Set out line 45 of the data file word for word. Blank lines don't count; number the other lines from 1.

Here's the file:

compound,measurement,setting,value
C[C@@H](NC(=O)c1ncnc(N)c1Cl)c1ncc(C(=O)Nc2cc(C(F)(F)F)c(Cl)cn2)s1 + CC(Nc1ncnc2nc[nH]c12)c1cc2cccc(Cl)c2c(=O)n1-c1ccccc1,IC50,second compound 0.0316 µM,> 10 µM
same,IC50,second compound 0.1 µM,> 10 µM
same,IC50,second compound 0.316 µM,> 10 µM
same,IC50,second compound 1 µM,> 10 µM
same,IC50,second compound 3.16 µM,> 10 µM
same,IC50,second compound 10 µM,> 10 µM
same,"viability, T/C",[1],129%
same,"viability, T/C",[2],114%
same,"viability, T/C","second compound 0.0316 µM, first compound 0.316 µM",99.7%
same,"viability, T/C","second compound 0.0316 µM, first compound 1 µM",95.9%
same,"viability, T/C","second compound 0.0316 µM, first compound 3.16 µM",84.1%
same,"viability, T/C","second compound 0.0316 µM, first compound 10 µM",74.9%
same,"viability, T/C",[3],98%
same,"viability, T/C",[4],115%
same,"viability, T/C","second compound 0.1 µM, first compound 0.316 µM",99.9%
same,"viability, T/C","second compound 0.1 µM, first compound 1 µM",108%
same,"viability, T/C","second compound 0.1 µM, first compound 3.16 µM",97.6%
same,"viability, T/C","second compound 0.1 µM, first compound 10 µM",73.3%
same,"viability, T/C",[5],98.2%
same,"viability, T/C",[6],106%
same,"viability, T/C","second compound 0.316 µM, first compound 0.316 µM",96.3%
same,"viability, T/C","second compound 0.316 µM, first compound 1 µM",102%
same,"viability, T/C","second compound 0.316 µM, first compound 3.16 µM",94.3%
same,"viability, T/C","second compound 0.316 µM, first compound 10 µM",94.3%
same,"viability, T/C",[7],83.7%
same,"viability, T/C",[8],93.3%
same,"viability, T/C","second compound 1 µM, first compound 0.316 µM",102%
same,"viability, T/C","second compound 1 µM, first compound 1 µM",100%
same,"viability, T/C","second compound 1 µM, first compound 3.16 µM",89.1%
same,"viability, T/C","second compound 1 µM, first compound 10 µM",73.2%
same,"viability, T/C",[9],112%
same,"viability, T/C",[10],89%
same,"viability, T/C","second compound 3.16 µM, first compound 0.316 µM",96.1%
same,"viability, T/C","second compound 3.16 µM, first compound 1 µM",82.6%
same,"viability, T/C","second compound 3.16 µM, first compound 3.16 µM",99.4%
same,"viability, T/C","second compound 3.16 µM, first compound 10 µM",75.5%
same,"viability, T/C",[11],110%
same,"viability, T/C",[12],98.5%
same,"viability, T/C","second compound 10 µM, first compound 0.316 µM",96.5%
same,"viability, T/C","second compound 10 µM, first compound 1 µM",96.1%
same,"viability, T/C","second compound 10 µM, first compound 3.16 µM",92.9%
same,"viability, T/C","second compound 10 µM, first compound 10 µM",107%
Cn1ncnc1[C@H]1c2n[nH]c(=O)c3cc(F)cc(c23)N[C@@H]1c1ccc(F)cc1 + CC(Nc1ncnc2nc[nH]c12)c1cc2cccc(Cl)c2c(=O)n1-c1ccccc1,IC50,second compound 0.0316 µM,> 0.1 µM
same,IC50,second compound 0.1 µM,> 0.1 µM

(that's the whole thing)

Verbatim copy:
same,IC50,second compound 0.1 µM,> 0.1 µM